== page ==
Almost, Maine by John Cariani

“Here I am at the end of the world, and I have nowhere to go, so I was counting on staying here.”

For no identifiable reason, this play stole my heart. It is everything a good play should be—witty, charming, magical, satirical, sappy—the only issue is it seems to make absolutely no sense at face-value. If you dig a little bit deeper…it still makes no sense.

Almost, Maine is a set of nine beautifully satirical vignettes that I would call “the anatomy of love” (Almost, Maine is truly a better title; this is why I don’t name things). It addresses nearly every facet of love—a rather impressive feat. It’s a whimsical work, with a weight and depth far surpassing expectations. Through the tears of laughter, one suddenly realizes that there is a dark reality to these short, seemingly comical scenes.

“Almost” is not quite a town but also not a nothing either.

EAST: You’re in unorganized territory. Township Thirteen, Range Seven. It’s not gonna be on your map, cause it’s not an actual town, technically.

GLORY: What do you mean?

EAST: See to be a town, you gotta get organized. And we never got around to getting’ organized, so…we’re just Almost.

“Almost” is a place anything can happen from love. Medical conditions can heal, hearts can literally break, love can be measured in bags, and people can shrink from the loss of love and hope. This play made me think several times of Brother’s Grimm Fairy Tales and the Wizard of Oz. Except this one bit harder. There are portions that cause you to laugh until you are stopped short by the shocking realization that it is an accurate representation of the beautiful beast called love.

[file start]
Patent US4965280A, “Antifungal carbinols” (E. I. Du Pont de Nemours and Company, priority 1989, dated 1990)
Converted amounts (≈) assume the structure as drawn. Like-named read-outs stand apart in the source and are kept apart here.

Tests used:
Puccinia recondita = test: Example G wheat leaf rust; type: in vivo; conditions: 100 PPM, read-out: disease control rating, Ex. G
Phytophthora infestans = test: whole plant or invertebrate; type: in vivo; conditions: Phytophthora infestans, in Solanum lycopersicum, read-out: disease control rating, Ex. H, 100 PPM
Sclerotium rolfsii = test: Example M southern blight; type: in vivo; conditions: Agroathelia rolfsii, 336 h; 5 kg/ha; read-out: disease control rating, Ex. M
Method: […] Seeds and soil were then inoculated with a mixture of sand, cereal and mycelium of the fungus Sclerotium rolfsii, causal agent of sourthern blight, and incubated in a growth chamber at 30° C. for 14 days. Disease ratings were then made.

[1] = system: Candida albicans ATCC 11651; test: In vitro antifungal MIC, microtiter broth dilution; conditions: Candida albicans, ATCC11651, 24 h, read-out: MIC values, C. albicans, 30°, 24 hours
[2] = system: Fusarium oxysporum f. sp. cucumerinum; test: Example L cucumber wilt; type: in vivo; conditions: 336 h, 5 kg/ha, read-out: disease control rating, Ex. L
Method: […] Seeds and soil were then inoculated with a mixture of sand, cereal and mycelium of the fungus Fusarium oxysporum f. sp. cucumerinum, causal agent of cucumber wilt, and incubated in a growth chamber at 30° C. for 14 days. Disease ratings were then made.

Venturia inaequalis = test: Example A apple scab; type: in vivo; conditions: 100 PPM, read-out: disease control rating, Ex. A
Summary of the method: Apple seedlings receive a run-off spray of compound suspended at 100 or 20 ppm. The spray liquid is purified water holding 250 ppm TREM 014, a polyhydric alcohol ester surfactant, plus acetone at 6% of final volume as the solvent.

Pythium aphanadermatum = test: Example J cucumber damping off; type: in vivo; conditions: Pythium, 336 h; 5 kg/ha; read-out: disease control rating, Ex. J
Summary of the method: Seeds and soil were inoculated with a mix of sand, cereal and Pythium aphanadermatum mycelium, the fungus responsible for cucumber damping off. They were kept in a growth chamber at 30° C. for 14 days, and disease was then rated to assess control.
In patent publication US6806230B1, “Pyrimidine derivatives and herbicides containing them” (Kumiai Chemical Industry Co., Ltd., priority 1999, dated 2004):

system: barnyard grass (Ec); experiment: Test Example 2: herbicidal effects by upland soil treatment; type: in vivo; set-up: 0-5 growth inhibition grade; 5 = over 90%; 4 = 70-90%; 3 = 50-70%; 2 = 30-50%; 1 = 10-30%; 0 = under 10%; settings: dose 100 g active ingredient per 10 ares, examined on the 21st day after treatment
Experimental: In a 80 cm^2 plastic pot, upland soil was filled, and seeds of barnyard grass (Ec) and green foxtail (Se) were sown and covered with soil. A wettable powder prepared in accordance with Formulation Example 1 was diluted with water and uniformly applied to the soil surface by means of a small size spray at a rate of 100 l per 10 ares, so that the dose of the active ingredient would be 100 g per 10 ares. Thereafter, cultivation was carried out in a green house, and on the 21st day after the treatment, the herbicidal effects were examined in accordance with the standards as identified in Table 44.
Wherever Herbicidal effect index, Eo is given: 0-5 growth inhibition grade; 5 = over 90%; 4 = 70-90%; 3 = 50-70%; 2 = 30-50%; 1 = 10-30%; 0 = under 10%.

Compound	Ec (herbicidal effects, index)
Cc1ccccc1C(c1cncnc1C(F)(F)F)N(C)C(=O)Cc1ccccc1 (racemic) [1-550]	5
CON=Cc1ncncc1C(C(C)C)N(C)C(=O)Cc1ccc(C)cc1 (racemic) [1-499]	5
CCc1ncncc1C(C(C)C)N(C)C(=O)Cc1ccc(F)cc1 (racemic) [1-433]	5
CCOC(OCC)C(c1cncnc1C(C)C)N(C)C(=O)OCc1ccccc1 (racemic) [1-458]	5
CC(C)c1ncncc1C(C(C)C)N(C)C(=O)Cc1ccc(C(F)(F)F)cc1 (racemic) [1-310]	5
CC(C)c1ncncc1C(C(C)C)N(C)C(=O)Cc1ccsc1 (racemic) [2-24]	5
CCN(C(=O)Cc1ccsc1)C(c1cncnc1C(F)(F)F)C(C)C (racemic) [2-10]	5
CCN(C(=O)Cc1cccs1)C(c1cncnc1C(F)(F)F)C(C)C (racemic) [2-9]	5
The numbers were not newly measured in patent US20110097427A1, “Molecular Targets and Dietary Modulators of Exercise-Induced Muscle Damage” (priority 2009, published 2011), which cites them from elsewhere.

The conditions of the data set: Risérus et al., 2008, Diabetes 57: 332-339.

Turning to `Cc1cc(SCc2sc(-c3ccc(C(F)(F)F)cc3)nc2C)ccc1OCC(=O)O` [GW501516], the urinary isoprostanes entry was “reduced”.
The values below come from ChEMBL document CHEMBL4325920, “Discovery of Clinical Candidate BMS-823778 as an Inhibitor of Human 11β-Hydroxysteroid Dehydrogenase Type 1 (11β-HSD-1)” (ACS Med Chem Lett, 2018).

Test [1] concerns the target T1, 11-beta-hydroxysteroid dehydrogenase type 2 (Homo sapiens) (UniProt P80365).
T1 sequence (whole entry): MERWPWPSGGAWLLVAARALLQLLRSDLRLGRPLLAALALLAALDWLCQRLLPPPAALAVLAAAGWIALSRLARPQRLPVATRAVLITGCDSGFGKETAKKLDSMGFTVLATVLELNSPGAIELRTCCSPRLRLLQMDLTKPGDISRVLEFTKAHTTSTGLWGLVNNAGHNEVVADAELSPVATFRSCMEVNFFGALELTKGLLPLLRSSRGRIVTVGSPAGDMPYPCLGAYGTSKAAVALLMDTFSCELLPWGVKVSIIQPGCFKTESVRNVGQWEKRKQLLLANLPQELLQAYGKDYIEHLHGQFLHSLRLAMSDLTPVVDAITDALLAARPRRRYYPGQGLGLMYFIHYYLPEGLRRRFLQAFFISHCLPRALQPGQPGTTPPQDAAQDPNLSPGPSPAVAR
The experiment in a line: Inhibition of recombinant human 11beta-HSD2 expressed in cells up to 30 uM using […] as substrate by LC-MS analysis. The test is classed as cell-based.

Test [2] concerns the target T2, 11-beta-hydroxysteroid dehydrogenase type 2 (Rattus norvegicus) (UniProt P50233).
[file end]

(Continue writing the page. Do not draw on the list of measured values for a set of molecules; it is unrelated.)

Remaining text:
It is rather hard for me to put this review into words. If you are comfortable reading plays, I highly recommend this one. It is a stunningly clear commentary on the most blinding of things, a voice cutting through an unknown silence. The main reason I am unsure how to approach this review is because with most satirical works the author is trying to point out some issue that requires attention and usually some level of maintenance and repair and change. But this does not particularly feel like an attack on love. Instead, it felt like he had finally gotten to the heart of what love truly is in many regards.

“You can be hurt and be bleeding or bruised…”

Some of the downsides to this play is that it does not have an extremely specific and observable plot. The characters are lovable, though, and the scenes are poignant and thought-provoking. Certainly worth the short amount of time it takes to get through it.

One more thing: this play is difficult to find. I do not think it is available on Kindle and my library seemed to have no idea it even exists. However, there is a place online that has the full text.

“I won’t be able to love you back. I have a heart that can pump my blood and that’s all. The one that does the other stuff is broken. It doesn’t work anymore.”

Buy Almost Maine here